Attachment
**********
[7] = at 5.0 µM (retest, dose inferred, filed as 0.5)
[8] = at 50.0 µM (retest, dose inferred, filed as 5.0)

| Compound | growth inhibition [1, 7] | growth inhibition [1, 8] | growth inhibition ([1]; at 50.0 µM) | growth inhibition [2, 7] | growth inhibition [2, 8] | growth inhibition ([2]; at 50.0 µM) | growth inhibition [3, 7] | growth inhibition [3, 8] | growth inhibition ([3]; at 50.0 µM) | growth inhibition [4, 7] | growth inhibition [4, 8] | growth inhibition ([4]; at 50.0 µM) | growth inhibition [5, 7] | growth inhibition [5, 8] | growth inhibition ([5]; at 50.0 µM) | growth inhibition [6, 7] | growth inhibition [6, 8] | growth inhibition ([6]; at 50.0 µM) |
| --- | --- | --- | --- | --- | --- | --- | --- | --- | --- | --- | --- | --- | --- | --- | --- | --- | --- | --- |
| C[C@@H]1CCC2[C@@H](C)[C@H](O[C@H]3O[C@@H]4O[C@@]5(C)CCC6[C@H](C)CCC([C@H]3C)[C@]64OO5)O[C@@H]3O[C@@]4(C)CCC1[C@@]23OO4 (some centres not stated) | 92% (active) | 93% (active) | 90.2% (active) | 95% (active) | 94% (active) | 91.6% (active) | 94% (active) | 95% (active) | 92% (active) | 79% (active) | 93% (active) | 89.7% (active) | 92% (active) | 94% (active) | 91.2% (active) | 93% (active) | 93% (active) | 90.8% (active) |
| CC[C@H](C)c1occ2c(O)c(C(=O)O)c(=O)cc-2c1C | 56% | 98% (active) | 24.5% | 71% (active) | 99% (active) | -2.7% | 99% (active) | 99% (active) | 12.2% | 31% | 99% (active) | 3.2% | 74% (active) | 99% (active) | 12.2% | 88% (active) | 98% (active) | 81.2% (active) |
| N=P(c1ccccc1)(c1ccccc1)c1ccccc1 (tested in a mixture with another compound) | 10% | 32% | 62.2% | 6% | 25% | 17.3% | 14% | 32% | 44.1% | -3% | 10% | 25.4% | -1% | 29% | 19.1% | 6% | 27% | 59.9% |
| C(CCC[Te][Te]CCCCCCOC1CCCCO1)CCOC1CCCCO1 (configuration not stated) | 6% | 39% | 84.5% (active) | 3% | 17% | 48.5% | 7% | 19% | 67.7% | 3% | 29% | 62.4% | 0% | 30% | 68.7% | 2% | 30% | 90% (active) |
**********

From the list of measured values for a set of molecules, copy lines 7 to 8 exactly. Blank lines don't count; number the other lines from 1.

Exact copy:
| N=P(c1ccccc1)(c1ccccc1)c1ccccc1 (tested in a mixture with another compound) | 10% | 32% | 62.2% | 6% | 25% | 17.3% | 14% | 32% | 44.1% | -3% | 10% | 25.4% | -1% | 29% | 19.1% | 6% | 27% | 59.9% |
| C(CCC[Te][Te]CCCCCCOC1CCCCO1)CCOC1CCCCO1 (configuration not stated) | 6% | 39% | 84.5% (active) | 3% | 17% | 48.5% | 7% | 19% | 67.7% | 3% | 29% | 62.4% | 0% | 30% | 68.7% | 2% | 30% | 90% (active) |